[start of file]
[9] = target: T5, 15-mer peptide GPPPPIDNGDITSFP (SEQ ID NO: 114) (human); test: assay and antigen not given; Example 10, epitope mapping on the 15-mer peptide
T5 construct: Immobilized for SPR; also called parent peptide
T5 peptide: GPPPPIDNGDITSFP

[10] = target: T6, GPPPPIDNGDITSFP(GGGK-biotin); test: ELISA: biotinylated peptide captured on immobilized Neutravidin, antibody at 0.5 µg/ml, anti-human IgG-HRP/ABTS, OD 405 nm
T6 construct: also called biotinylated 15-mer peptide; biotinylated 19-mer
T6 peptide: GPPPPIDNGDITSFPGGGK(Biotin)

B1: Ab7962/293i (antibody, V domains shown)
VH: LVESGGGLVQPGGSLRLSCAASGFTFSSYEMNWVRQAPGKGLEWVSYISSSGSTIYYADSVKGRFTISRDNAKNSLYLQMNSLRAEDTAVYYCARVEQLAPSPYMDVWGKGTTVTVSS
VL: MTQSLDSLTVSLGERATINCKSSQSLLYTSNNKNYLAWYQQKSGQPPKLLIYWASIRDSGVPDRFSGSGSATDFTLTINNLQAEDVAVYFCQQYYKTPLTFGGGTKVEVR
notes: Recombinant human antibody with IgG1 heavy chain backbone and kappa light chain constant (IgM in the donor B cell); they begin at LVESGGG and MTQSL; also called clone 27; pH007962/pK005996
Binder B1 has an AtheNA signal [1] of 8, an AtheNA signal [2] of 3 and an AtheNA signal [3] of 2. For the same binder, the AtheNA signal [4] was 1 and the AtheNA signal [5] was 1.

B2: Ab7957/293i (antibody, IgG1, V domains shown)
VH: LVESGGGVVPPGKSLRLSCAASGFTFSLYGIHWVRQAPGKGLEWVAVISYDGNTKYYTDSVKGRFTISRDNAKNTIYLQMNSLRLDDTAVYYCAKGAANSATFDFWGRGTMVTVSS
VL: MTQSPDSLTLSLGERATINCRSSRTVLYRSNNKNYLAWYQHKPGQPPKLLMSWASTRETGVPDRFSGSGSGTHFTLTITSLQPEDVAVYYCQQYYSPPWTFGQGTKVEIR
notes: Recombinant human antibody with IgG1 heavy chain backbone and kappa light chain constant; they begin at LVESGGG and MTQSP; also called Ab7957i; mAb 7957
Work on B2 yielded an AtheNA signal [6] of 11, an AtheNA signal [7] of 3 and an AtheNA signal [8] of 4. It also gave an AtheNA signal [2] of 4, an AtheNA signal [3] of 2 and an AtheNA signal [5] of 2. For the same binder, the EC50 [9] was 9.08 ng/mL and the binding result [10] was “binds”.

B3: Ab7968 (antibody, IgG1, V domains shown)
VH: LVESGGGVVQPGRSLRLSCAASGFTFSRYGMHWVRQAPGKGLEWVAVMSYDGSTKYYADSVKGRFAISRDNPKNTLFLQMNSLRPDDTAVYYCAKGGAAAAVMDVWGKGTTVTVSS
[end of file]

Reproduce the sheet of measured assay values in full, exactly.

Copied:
[9] = target: T5, 15-mer peptide GPPPPIDNGDITSFP (SEQ ID NO: 114) (human); test: assay and antigen not given; Example 10, epitope mapping on the 15-mer peptide
T5 construct: Immobilized for SPR; also called parent peptide
T5 peptide: GPPPPIDNGDITSFP

[10] = target: T6, GPPPPIDNGDITSFP(GGGK-biotin); test: ELISA: biotinylated peptide captured on immobilized Neutravidin, antibody at 0.5 µg/ml, anti-human IgG-HRP/ABTS, OD 405 nm
T6 construct: also called biotinylated 15-mer peptide; biotinylated 19-mer
T6 peptide: GPPPPIDNGDITSFPGGGK(Biotin)

B1: Ab7962/293i (antibody, V domains shown)
VH: LVESGGGLVQPGGSLRLSCAASGFTFSSYEMNWVRQAPGKGLEWVSYISSSGSTIYYADSVKGRFTISRDNAKNSLYLQMNSLRAEDTAVYYCARVEQLAPSPYMDVWGKGTTVTVSS
VL: MTQSLDSLTVSLGERATINCKSSQSLLYTSNNKNYLAWYQQKSGQPPKLLIYWASIRDSGVPDRFSGSGSATDFTLTINNLQAEDVAVYFCQQYYKTPLTFGGGTKVEVR
notes: Recombinant human antibody with IgG1 heavy chain backbone and kappa light chain constant (IgM in the donor B cell); they begin at LVESGGG and MTQSL; also called clone 27; pH007962/pK005996
Binder B1 has an AtheNA signal [1] of 8, an AtheNA signal [2] of 3 and an AtheNA signal [3] of 2. For the same binder, the AtheNA signal [4] was 1 and the AtheNA signal [5] was 1.

B2: Ab7957/293i (antibody, IgG1, V domains shown)
VH: LVESGGGVVPPGKSLRLSCAASGFTFSLYGIHWVRQAPGKGLEWVAVISYDGNTKYYTDSVKGRFTISRDNAKNTIYLQMNSLRLDDTAVYYCAKGAANSATFDFWGRGTMVTVSS
VL: MTQSPDSLTLSLGERATINCRSSRTVLYRSNNKNYLAWYQHKPGQPPKLLMSWASTRETGVPDRFSGSGSGTHFTLTITSLQPEDVAVYYCQQYYSPPWTFGQGTKVEIR
notes: Recombinant human antibody with IgG1 heavy chain backbone and kappa light chain constant; they begin at LVESGGG and MTQSP; also called Ab7957i; mAb 7957
Work on B2 yielded an AtheNA signal [6] of 11, an AtheNA signal [7] of 3 and an AtheNA signal [8] of 4. It also gave an AtheNA signal [2] of 4, an AtheNA signal [3] of 2 and an AtheNA signal [5] of 2. For the same binder, the EC50 [9] was 9.08 ng/mL and the binding result [10] was “binds”.

B3: Ab7968 (antibody, IgG1, V domains shown)
VH: LVESGGGVVQPGRSLRLSCAASGFTFSRYGMHWVRQAPGKGLEWVAVMSYDGSTKYYADSVKGRFAISRDNPKNTLFLQMNSLRPDDTAVYYCAKGGAAAAVMDVWGKGTTVTVSS